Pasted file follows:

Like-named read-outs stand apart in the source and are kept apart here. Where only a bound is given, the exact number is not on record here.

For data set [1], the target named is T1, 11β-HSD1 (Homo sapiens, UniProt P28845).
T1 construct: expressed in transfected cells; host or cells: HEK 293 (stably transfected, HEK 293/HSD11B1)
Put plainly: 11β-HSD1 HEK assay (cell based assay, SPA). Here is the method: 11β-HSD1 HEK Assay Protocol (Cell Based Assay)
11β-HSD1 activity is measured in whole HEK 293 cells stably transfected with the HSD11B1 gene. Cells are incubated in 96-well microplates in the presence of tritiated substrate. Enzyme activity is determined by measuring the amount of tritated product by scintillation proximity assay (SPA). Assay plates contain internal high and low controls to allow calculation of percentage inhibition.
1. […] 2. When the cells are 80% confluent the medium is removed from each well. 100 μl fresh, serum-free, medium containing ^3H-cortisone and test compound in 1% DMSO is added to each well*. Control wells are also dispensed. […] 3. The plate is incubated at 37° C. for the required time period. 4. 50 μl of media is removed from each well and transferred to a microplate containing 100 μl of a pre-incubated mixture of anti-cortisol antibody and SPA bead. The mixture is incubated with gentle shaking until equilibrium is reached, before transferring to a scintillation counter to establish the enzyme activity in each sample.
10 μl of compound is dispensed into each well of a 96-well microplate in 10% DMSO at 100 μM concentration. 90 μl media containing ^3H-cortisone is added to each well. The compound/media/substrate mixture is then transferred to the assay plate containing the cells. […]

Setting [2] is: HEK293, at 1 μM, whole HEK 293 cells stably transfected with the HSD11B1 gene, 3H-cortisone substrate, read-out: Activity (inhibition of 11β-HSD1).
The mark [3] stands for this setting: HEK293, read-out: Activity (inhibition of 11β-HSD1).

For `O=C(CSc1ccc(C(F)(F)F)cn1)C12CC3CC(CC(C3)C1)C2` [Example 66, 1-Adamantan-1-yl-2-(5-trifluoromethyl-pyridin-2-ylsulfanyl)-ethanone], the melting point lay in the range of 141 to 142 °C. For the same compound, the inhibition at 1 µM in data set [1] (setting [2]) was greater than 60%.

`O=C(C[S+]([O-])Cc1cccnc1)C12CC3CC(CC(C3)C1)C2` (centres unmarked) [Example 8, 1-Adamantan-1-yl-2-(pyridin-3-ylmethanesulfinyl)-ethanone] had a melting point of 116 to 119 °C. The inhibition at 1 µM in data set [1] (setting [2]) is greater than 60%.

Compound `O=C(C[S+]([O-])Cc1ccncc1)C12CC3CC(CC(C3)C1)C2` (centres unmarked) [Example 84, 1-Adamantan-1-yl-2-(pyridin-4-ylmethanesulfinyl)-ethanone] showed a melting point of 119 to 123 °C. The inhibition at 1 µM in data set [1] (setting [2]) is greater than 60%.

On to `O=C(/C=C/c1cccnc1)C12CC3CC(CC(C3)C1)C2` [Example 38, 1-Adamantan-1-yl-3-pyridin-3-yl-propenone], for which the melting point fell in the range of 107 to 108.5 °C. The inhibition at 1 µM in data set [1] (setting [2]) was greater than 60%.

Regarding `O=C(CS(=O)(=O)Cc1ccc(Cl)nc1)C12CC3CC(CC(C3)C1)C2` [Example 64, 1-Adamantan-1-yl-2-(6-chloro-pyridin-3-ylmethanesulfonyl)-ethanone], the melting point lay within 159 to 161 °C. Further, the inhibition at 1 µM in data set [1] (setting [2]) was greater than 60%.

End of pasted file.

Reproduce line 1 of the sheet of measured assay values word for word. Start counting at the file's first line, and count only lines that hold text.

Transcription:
Like-named read-outs stand apart in the source and are kept apart here. Where only a bound is given, the exact number is not on record here.